There are many resistance training benefits. Building muscular strength is one of the main benefits of physical activity. Muscular strength is great for bodybuilders, but it’s also essential for daily function. People of all ages can benefit from the strength that comes with resistance training.

Another resistance training benefit is weight loss. By building muscle mass, you raise your daily caloric burn, which means you burn more calories doing regular activities even after your workout. 

The health benefits of resistance training include management and potential prevention of type 2 diabetes. It can do this by: 

  • Decreasing visceral fat
  • Reducing HbA1c
  • Increasing glucose transporter type 4 density
  • Improving insulin sensitivity

Resistance training can also help improve cardiovascular health by lowering your resting blood pressure, decreasing bad cholesterol and triglycerides, and increasing good cholesterol. 

Another benefit that resistance training has for your health is promoting bone development. Studies have shown a 1% to 3% increase in bone mineral density. This helps reduce low back pain and ease arthritis and fibromyalgia pain. 

It can be difficult seeing the difference between resistance training and strength training. There are many similarities. Some of the ways strength training benefits your include: 

  • Managing your weight
  • Improving your quality of life
  • Helping develop strong bones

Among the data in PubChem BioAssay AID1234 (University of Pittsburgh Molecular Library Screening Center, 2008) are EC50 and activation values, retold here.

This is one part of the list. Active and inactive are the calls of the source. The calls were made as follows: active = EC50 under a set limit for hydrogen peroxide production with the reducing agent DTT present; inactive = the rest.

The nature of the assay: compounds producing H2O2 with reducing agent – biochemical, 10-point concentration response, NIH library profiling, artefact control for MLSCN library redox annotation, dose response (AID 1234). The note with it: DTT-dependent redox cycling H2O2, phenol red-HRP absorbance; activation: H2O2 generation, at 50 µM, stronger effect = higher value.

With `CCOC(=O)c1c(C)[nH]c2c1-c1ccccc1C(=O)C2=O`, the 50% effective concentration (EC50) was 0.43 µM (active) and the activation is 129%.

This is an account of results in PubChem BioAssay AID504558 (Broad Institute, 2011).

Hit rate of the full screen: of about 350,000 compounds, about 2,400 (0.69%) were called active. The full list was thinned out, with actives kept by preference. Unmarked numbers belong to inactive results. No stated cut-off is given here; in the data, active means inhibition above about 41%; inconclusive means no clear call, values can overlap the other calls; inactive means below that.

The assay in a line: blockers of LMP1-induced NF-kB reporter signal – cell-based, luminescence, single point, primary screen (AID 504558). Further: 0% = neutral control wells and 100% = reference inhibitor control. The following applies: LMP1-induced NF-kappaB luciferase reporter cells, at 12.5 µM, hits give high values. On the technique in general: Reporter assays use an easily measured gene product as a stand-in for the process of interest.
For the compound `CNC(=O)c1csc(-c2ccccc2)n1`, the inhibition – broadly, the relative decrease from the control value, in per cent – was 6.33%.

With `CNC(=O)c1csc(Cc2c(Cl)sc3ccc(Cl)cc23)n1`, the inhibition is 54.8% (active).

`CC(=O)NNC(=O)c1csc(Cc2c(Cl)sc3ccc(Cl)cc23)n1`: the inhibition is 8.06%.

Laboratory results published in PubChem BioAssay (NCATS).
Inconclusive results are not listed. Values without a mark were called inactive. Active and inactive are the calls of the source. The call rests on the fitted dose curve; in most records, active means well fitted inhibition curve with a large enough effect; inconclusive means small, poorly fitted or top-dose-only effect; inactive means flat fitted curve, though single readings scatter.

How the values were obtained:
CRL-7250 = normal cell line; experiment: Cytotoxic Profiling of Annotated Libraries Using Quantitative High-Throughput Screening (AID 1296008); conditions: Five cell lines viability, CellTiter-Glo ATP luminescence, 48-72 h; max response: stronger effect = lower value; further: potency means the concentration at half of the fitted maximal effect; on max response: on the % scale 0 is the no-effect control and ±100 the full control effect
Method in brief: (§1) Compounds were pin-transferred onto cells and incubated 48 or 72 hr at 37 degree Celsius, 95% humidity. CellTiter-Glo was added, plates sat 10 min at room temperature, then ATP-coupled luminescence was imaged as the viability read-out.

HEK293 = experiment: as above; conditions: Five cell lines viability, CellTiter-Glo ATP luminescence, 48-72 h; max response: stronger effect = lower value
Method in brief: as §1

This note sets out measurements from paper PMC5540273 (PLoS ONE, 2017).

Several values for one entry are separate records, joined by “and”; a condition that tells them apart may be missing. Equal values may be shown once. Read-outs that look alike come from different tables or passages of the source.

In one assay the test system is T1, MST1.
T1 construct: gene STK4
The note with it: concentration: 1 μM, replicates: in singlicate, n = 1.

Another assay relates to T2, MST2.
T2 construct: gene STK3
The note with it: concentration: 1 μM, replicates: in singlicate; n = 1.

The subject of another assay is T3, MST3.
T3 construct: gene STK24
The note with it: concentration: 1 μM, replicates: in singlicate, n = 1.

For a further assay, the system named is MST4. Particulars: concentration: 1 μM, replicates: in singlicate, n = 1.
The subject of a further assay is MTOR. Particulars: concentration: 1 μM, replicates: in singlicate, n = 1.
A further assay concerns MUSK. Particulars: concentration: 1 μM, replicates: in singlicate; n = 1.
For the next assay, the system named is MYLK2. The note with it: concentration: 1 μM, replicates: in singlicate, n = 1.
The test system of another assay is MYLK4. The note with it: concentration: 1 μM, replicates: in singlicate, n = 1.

• Managing chronic conditions

The benefits are similar because physical activity, in general, is excellent for your overall health. Regardless of what you do, as long as you move, you’ll see benefits. 

Research has suggested that strength training and aerobic exercise can help improve your thinking and learning skills. This may be especially noticeable in older adults. 

Strength training is different from resistance training because of the method of activity. You’ll likely start lifting heavier weights as your muscle mass increases. Strength training focuses on strength building, helping your body get in shape.

Strength training can be done at home or in a gym, but it’s commonly done with free weights or body weight if you’re just beginning. Weight machines and cable machines are also commonly used. Using these machines and weights allows you to lift heavier amounts as you build up your strength. 

Resistance training is a great way to get movement into your daily routine even when you don't have access to a gym, weights, or machines.  

If you’ve recently had a stroke or heart attack, you should talk to your doctor before starting a resistance training routine. While regular physical activity can help reduce the likelihood of having another heart attack, you should get cleared first. 

Before getting back into resistance training, you should take a slow and safe approach to your routine. 

Resistance training is a great way to develop and maintain endurance, muscular strength, and muscle mass. Resistance training has a positive impact on chronic disease and other health factors. It’s a recommended fitness program fit for healthy adults of all ages.